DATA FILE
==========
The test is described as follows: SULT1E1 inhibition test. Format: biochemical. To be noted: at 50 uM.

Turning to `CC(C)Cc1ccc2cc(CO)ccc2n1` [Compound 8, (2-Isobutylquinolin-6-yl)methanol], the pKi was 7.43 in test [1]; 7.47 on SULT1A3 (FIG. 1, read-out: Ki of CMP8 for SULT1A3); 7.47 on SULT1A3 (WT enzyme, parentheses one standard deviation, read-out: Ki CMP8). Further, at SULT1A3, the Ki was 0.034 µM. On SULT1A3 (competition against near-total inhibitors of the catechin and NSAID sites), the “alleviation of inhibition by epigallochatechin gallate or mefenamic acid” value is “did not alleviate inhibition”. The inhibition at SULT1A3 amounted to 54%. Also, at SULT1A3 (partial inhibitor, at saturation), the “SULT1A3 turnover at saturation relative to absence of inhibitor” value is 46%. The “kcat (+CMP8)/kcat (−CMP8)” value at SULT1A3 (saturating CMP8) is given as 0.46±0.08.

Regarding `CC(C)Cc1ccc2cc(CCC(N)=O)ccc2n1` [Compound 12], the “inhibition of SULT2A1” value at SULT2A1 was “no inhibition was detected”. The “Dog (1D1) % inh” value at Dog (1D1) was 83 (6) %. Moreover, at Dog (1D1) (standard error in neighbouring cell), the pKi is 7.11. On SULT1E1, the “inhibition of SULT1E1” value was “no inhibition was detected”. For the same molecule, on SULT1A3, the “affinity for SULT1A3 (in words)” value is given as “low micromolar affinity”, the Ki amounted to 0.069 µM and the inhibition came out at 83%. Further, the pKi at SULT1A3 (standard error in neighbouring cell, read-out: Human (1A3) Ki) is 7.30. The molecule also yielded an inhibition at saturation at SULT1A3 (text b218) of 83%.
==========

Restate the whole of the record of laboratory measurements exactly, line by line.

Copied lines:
The test is described as follows: SULT1E1 inhibition test. Format: biochemical. To be noted: at 50 uM.

Turning to `CC(C)Cc1ccc2cc(CO)ccc2n1` [Compound 8, (2-Isobutylquinolin-6-yl)methanol], the pKi was 7.43 in test [1]; 7.47 on SULT1A3 (FIG. 1, read-out: Ki of CMP8 for SULT1A3); 7.47 on SULT1A3 (WT enzyme, parentheses one standard deviation, read-out: Ki CMP8). Further, at SULT1A3, the Ki was 0.034 µM. On SULT1A3 (competition against near-total inhibitors of the catechin and NSAID sites), the “alleviation of inhibition by epigallochatechin gallate or mefenamic acid” value is “did not alleviate inhibition”. The inhibition at SULT1A3 amounted to 54%. Also, at SULT1A3 (partial inhibitor, at saturation), the “SULT1A3 turnover at saturation relative to absence of inhibitor” value is 46%. The “kcat (+CMP8)/kcat (−CMP8)” value at SULT1A3 (saturating CMP8) is given as 0.46±0.08.

Regarding `CC(C)Cc1ccc2cc(CCC(N)=O)ccc2n1` [Compound 12], the “inhibition of SULT2A1” value at SULT2A1 was “no inhibition was detected”. The “Dog (1D1) % inh” value at Dog (1D1) was 83 (6) %. Moreover, at Dog (1D1) (standard error in neighbouring cell), the pKi is 7.11. On SULT1E1, the “inhibition of SULT1E1” value was “no inhibition was detected”. For the same molecule, on SULT1A3, the “affinity for SULT1A3 (in words)” value is given as “low micromolar affinity”, the Ki amounted to 0.069 µM and the inhibition came out at 83%. Further, the pKi at SULT1A3 (standard error in neighbouring cell, read-out: Human (1A3) Ki) is 7.30. The molecule also yielded an inhibition at saturation at SULT1A3 (text b218) of 83%.